Colonel Kukliński and his family were exfiltrated to the West; two of his sons later died under dubious circumstances that may have involved Russian retribution, and Kukliński lived out his life under an assumed name in the United States, dying in 2004. There was public controversy when he returned to his native Poland for a 1998 visit, with some charging that he had violated his officer’s oath by working for American intelligence for a decade. John Paul II, through various intermediaries, quietly passed the word that Kukliński was to be regarded in Poland as a national hero. Zbigniew Brzeziński, who held the exact same view, put it brilliantly, in a comment that appears on the Kukliński Memorial in Cracow: Colonel Kukliński was “the first Polish officer in NATO.”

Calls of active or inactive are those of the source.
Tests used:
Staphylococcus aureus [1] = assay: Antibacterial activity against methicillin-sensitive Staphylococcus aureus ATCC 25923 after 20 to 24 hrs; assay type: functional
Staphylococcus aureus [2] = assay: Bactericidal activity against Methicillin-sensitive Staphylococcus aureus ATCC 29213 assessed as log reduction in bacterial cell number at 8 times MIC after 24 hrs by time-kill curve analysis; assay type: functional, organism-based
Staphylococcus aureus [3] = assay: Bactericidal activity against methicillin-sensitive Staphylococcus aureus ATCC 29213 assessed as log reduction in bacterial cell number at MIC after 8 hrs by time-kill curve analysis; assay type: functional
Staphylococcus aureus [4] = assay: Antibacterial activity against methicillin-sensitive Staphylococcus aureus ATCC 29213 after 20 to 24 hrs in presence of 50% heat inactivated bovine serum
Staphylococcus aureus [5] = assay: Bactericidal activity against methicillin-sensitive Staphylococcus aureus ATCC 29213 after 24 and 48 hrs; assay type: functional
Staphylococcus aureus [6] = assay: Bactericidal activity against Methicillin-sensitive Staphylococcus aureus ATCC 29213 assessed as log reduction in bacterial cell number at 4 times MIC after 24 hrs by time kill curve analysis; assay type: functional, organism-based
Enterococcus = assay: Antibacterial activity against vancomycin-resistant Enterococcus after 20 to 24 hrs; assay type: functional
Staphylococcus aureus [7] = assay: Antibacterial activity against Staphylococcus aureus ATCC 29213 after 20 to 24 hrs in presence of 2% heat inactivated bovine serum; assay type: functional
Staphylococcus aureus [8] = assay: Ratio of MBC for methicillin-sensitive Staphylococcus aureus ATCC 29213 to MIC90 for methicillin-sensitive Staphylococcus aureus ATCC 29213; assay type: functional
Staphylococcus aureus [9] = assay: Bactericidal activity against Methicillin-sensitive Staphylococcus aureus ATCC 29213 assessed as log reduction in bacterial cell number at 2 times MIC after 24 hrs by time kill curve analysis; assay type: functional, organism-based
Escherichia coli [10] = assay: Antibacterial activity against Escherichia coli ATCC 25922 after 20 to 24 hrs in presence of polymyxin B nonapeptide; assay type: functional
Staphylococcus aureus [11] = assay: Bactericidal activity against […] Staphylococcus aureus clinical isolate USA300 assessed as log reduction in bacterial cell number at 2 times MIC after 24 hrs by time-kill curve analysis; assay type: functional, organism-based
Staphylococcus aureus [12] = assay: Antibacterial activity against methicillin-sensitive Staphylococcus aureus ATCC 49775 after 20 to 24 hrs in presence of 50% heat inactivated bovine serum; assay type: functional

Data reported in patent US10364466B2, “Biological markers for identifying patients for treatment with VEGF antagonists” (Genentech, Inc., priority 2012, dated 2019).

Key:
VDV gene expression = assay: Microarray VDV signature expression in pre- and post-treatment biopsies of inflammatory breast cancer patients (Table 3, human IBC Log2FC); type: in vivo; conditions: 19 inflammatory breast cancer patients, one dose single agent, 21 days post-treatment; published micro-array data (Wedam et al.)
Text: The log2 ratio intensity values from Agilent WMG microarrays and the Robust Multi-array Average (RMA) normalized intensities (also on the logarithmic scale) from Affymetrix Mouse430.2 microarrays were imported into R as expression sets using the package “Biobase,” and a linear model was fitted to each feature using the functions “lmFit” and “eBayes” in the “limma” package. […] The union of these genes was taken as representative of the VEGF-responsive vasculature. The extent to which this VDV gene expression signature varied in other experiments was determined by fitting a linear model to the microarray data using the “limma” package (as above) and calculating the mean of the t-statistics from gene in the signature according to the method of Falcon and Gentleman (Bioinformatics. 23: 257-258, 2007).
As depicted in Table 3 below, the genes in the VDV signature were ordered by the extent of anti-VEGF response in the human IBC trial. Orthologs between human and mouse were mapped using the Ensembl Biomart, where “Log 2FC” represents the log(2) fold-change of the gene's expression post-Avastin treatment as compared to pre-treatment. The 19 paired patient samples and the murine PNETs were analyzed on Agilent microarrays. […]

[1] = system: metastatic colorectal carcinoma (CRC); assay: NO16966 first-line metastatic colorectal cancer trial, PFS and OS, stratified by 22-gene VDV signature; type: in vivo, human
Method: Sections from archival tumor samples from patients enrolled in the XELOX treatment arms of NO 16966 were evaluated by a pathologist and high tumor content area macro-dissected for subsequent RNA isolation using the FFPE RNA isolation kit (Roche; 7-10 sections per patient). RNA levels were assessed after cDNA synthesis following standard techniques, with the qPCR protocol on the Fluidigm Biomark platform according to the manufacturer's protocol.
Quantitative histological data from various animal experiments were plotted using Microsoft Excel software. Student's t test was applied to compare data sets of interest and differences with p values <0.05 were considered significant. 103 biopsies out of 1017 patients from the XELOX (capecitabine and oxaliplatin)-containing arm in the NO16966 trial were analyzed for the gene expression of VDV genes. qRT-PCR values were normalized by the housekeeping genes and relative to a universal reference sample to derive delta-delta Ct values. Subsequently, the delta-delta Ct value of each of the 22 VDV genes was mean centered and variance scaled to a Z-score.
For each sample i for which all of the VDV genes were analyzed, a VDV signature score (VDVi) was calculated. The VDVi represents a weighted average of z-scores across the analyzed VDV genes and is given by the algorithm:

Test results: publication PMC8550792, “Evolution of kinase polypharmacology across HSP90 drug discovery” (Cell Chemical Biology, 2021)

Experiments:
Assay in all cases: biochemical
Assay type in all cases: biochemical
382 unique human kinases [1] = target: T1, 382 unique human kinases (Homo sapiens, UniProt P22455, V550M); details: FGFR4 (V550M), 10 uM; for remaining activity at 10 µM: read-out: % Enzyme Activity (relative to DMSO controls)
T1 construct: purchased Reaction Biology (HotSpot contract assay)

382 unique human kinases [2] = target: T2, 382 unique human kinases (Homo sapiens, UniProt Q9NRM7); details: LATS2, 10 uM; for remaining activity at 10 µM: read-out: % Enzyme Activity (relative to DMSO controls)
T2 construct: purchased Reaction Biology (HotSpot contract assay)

Communism was a distinctive form of the culture of death, for the effort to create “Homo Sovieticus” was a lethal assault on souls. Colonel Ryszard Kukliński took a courageous stand against that particular culture of death, knowing as he did that freedom is never cost-free: freedom lived nobly always requires sacrifice. His example should be pondered by Catholic citizens and Catholic public officials throughout the West today, who are called to resist, with similar moral courage and effect, that form of the culture of death that masquerades as the ideology of “choice.” May we and our elected officials be as principled and brave as the Polish officer who took what John Paul II described at the United Nations in 1995 as the “the risk of freedom.”